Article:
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Welcome to the website of the Massachusetts Society of the Sons of the American Revolution. The society is an educational, non-profit that seeks to maintain and extend the institutions of American freedom, and a respect for our national symbols and American citizenship. We do this by perpetuating the stories of courage, sacrifice, and triumph of those who achieved our independence to inspire succeeding generations.

With the onset of war in 1775, America began to train an army to defend against a British invasion. Color Guards and Fifers and Drummers were an important part of the 18th-century military. Just as America enlisted soldiers and stockpiled arms and ammunition, it also trained marchers and drummers to work with soldiers in the field. In the 18th century, these groups served as signal instruments for the infantry, relaying the commander’s orders to soldiers in camp and on the field of battle. The steady rhythm and spirited tunes of the fifers and drummers kept the soldier’s mind off the tedious march.

The uniforms of the Color Guard reflect the time when the Massachusetts regiment was formed on May 19, 1775 with ten companies and 417 men under the command of Colonel Richard Gridley. On November 17, 1775, Colonel Henry Knox took command and held it until December 27, 1776, when he was made Brigadier General and Chief of Artillery in the Continental Army. When the Army was reorganized in 1776, this regiment became the 3rd Continental Artillery under Colonel John Crane.

During the period 1775-1776, the soldiers wore no uniform except what they could get, but the officers adopted a blue coat faced with red and lined with white cloth. These coats were cut in any style that the individual chose as there was no regulation, but the buttons were to be gilt and the buttonholes and lace the same. The coats were cut with tight sleeves and full skirts, as a rule, following the fashion of the day.

Later they wore the regulation artillery uniform adopted for all the artillery in accordance with Washington’s general order of October, 1779. This order was about the same as given above except that the coats were to be faced and lined with red, and the buttonholes bound with yellow tape for the men, and gilt for the officers. Buttons for the men were of pewter with raised letters “U. S. A.” on them, at this time.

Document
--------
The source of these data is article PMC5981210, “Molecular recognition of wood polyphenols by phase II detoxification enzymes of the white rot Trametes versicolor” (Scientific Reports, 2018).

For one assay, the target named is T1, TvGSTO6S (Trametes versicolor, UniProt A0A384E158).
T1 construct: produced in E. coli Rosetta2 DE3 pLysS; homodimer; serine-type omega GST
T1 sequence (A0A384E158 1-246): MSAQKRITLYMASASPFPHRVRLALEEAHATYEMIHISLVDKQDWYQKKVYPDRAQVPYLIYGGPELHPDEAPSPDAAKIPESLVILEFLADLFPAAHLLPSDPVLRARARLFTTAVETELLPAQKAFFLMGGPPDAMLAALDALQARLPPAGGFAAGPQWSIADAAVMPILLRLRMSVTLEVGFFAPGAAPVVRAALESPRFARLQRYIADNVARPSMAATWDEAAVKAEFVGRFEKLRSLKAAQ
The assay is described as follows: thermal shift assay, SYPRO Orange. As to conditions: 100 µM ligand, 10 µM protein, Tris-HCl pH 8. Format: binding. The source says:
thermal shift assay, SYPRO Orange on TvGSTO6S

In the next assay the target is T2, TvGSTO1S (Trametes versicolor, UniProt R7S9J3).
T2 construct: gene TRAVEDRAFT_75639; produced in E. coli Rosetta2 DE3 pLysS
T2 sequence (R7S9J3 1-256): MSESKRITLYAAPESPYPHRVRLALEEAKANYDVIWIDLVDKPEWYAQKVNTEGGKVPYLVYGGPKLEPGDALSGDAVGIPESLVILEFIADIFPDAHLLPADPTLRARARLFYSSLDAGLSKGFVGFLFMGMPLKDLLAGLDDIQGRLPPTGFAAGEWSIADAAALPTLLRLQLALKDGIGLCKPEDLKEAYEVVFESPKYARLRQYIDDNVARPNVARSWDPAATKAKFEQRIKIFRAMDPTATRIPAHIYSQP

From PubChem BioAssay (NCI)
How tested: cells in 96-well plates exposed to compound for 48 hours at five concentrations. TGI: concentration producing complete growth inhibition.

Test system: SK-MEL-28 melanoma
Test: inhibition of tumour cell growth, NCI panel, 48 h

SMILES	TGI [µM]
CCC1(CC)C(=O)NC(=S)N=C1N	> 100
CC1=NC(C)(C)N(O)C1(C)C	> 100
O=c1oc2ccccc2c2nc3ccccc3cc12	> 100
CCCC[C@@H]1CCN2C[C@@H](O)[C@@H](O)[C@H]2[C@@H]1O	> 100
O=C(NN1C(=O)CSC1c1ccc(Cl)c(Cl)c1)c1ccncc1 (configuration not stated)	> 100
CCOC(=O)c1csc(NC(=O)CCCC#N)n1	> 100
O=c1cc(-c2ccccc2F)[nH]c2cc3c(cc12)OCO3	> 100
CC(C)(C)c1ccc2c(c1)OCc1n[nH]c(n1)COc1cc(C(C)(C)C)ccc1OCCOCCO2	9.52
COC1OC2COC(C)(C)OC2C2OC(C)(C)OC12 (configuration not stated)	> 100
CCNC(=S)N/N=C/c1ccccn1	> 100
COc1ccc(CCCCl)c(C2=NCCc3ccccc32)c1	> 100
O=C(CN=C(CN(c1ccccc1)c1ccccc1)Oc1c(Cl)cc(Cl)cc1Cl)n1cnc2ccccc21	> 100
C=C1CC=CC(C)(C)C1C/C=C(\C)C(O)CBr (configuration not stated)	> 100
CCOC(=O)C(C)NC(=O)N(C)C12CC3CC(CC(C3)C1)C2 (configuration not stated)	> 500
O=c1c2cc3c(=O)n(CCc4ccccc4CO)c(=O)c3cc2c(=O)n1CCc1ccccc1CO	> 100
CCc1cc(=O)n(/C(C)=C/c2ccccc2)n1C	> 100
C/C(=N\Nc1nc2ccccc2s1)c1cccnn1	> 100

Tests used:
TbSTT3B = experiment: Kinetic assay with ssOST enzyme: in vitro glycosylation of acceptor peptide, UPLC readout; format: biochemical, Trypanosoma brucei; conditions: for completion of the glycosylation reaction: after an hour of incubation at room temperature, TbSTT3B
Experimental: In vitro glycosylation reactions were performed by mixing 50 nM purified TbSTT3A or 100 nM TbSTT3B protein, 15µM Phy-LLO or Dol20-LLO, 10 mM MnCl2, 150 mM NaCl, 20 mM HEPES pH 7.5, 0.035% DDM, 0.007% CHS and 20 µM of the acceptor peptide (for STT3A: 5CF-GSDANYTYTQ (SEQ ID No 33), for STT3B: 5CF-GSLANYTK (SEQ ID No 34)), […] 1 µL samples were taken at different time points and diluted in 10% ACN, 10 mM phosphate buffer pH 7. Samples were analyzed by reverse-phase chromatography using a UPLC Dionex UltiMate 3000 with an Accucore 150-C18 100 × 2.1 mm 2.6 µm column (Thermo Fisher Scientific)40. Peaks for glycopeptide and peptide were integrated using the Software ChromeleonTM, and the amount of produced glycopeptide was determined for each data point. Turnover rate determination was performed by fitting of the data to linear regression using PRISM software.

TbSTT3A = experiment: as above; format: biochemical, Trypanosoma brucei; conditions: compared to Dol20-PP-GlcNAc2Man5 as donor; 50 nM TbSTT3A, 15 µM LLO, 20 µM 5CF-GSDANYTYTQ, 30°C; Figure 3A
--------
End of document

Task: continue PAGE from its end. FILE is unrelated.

1913-1914Joshua Atwood
1914-1916James Horace Myrick
1940-1954Raymond F. Bowley
1967-1988Richard K. Thorndike III
1988-1990John Vogelgesang
1990-1993Hary G. Orcutt
1993-1997Franklin S. Pond
1997-2003Thomas M. Smith
2003-2004Raymond F. Fleck
2004-2005Geoffrey G. Colby
2005-2008Paul S. Daken
2008-2009Richard K. Thorndike III
2009-2011Lee David Day
2011-2013Gerald R. Hazeldine
2013-2014Steven G. Perkins
2014-2016John A. Cunningham
2016-2018John P. Zafiris Jr.
2018-2020Robert N. Bossart
2020-PresentJohn A. Cunningham

The Massachusetts Society’s Color Guard carries forward these traditions. Since its inception, audiences throughout New England have enjoyed the performances and experienced some history of America’s Revolution. The Color Guard appears in more than 20 events each year as part of our national program. It has come to symbolize what is best about our community, our history, and our society.

Please email the color guard commander with questions on the unit and how to engage them.

Sources: Uniforms of the Armies in the War of the American Revolution, 1775-1783. Lt. Charles M. Lefferts. Limited Edition of 500. New York York Historical Society. New York, NY. 1926. Letters of Henry Burbeck, an officer in the above regiment, written in 1845-1848, and printed in the New York Herald, June 15, 1913; descriptions of deserters, from the Providence Gazette, July 19, 1779, and the Connecticut Courant, November 24, 1778, printed post.

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